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2018 World Cup News
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INDIA QF: Whose advantage the crowd is, India? (12/13/2018)
--Errol D’Cruz
India coach Harendra Singh calls the 15,000 full-throated support for his team his 12th player. In that case it will be 12 vs 12 when his team faces three-time champions Netherlands in the World Cup quarterfinals at the Kalinga stadium in Bhubaneswar on Thursday. undefined

That’s going by Dutch captain Billy Bakker's revelation that team feeds off the energy of the crowd and if their 5-0 demolition of Canada in their cross-over match is any indication, Harendra’s advantage could well turn to deuce.

If the Netherlands disregard the partisan support that India will receive on Thursday, they do the same for any psychological advantage history may bring in their favour.

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(Key forward for India, Lalit Upadhyay)

The Dutch have beaten India all six occasions the two nations have met in the World Cup but coach Max Caldas shrugged away the factoid, saying that the past does not matter.

What does matter is that either team is bubbling with consummate skill and the encounter with a semifinal place at stake is likely to be a celebration of attacking flair.

But if India assume it’s another version of a marquee match with arch rivals Pakistan, they’ve got another thing coming.

The Dutch, ahead of a young Indian side by experience, will deny the hosts the sort of space that arises from playing the game from the heart as Indo-Pak encounters turn out to be.

If there’s any advantage – besides the crowd support – that India will enjoy, it’s the additional two days of rest that they earned after topping pool C ahead of Belgium who were forced into the cross-over match against Pakistan which they won 5-0.

India, ranked fifth, began their campaign with a 5-0 win over South Africa before drawing a taut match against third ranked Belgium 2-2.

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The hosts then beat Canada 5-1 after the score read 1-1 at the end of the third quarter.

The Netherlands, ranked fourth, started off with a 7-0 rout of Malaysia before suffering a 1-4 loss to European rivals Germany in their second match. A 5-1 win over Pakistan brought their campaign back on track. The Dutch circle entries make for awesome reading – 136 in four matches. It has led to 67 shots, 18 of which have ended in the net.

So much so that their uncharacteristic failing at penalty corners (7 from 25) did not perturb Bakker who pointed to the number circle entries.

India have had 80 circle entries emanating in 20 shots and 12 goals. A success of four goals from 13 penalty corners amounts to more or less the same ratio that the Dutch have registered.

The Dutch penetration, however, is something that the Indian defence will be hard pressed to contain.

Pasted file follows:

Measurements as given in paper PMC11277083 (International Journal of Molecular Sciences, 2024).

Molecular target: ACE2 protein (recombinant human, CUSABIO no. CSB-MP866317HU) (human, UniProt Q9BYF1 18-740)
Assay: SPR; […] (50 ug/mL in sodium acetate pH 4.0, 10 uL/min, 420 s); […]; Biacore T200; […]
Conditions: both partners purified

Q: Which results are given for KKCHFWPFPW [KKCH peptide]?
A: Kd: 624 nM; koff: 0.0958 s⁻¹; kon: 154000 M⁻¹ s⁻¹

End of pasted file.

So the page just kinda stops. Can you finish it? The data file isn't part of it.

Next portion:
With their nifty inter-play marked by breathtaking touches to crack open the most stubborn of defences, one wagers Harmanpreet Singh, Varun Kumar, Surender Kumar, Amit Rohidas and Birendra Lakra with goalkeeper Sreejesh are going to have a busy night.

Except for the fourth quarter against Germany when they fell apart in deep defence, the Dutch have looked solid at the back.

India on their part, have shown staying power to rival the best and their propensity to attack is going to test the resolve of Bakker and his men. undefined

The forward to impress has been Lalit Upadhyay even as Akashdeep Singh and Mandeep Singh have yet to reach peak performance in the competition.

Kangujam Chinglensena has been exemplary in the midfield where the battle is likely to be won and lost. If the Dutch attacks have to be broken down, vice-captain Chinglensana will need every support he can from captain Manpreet Singh who hasn’t exactly been in sparkling form thus far.

The fluid formation of the Dutch often sees star forward, the Argentine-born Valentin Verga, defend one moment and find the boards at the other end the next. Along with Mirco Pruijser, he is going to be the Netherlands’ best bet for goals from open play.

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Jeroen Hertzberger, Thierry Brinkman and Robbert Kemperman are ever keen to join the party. Bob de Voogd and Sander Baart have added to a tide of orange that has led to such bright statistics that makes amends for Mink van der Weerden’s failure to find the net from penalty corners with customary frequency.

Much of the creative fizz produced by the Dutch stems from the adeptness of the basics – trapping, accurate passing and positional play that warrants rival defenders have eyes at the back of their heads. That extends to the use of the aerial ball which, in Bhubaneswar, has often been seen as a tactic to turn defence to attack while taking the pressure off the defence.

Last but not least, the X-factor lies in the sharpness in front of goal and chances are likely to fall in spates. With both Sreejesh and his opposite number Pirmin Blaak providing a resolute last line of defence, the team that makes good of opportunities more than the other is likely to play the winner of Australia and France in the medal round.

Photos: Siddharth Mittal

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